From 2006 to 2010, violent crime - murder, rape, aggravated assault - dropped 25 percent in Philadelphia, according to FBI Uniform Crime Reports.
In 16 surrounding towns, the drop-off was a mere 3 percent, and in Upper Darby, it jumped close to 30 percent higher.
Michael Chitwood, Upper Darby's outspoken police superintendent, suggests a possible irony. He said a major source of the township's crime was Philadelphia.
Chitwood was a rookie Philly police officer in 1964, and he said that today, he is still chasing Philadelphia criminals. He estimates 60 percent of the crime in Upper Darby is committed by Philadelphians.
The towns bordering the city are no monolith - urbanized Upper Darby hardly resembles classically suburbanized Abington.
What they do share is an alluring asset - proximity to the city, which police contend is a source of their headaches.
"That problem's the same with all the first-ring communities," said John Livingood, deputy chief in Abington Township. "We're not different from our neighbors."
Statistical evidence is wanting because the FBI data report numbers of crimes but not the hometowns of criminals.
"I think it's always easy for people to blame Philadelphia," said Jerry Ratcliffe, chairman of Temple University's criminal justice department. "Any police department thinks it is a net importer of criminals."
But officials in the border towns say their arrest records support their observations.
"Philadelphia is a great neighbor and a great police department," said Frederick Harran, Bensalem Township's public safety director. "We work extremely well together." And, evidently, often.
Last year, of the 2,949 arrests in Bensalem, 1,523 involved Philadelphians - an 11 percent increase over 2010. "Those numbers are unbelievable," he said.
In Cheltenham Township, about 50 percent of the adults arrested in 2011 were Philadelphians, Police Chief John Norris said.
Cheltenham has two shopping malls on the edge of the city, and shoplifting is one reason its crime numbers are up.
Law enforcement officials and criminologists caution that the FBI data must be viewed skeptically. For one thing, police departments report the numbers on an honor system.
"It's an imperfect system run by the feds, who don't know about crime," Norris said.
Chitwood said he did not need statistics to tell him about crime problems, and Upper Darby and other border towns are taking some untraditional steps to combat it.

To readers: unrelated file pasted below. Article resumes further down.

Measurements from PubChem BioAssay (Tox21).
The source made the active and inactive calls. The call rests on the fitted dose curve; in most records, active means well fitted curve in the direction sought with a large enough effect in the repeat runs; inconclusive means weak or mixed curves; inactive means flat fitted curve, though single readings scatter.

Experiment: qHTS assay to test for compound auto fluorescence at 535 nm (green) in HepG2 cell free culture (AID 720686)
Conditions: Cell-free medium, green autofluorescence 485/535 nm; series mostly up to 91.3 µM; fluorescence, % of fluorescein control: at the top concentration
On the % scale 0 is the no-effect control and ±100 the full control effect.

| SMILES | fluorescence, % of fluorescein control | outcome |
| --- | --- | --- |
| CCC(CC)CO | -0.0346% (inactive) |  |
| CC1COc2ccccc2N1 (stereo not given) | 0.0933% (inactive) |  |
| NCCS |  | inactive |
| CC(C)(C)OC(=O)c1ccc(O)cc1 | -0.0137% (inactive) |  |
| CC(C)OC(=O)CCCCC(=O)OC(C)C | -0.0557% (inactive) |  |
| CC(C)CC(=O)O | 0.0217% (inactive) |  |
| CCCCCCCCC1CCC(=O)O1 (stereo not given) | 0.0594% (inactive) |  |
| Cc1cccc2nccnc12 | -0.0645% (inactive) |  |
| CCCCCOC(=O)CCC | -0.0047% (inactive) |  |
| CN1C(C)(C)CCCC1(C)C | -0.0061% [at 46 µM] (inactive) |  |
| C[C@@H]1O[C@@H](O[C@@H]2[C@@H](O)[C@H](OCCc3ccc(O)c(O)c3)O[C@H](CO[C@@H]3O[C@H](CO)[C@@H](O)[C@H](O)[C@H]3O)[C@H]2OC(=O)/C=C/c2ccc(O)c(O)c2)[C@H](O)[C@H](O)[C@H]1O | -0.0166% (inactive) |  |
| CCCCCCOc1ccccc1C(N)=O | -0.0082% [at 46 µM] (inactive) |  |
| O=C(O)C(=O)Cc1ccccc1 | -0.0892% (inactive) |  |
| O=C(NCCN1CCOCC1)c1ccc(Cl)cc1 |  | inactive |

Livingood said that his department had officers stationed in all the schools and that the township had established a Citizens Victims Unit. Any victim of crime, be it a break-in or identity theft, will get a call from someone in the unit, said Jan Harris, 52, a township resident who once was a break-in victim.
"We're trying to help them not to be revictimized," she said.
In Upper Darby, Chitwood persuaded Mayor Tom Micozzie to convert an empty building in one of the township's roughest neighborhoods into a community police station.
"At first, they thought I was a cop," said Nashid Furaha-Ali, the civilian who is the township's police liaison officer and who staffs the building 40 hours a week. He said it had taken time, but that in the six months he's been there, the locals had come to trust him.
Chitwood said that in his time, crime hasn't changed all that much; it's just gone through various cycles. These days, it's bumped up by increased heroin use and an epidemic of break-ins in the pursuit of jewelry and copper pipes.
Not that a 48-year veteran can't be surprised once in a while.
Recently, a woman and her three children showed up at Upper Darby High School and gave some students an impromptu anatomy lesson by stripping nude and chanting religious phrases in the parking lot. Police were called.
The family, it turned out, was from Philadelphia.
Said Chitwood, "I guess that's under the theory that all roads lead to Upper Darby."
Contact Anthony R. Wood
at 610-761-8423 or email@example.com.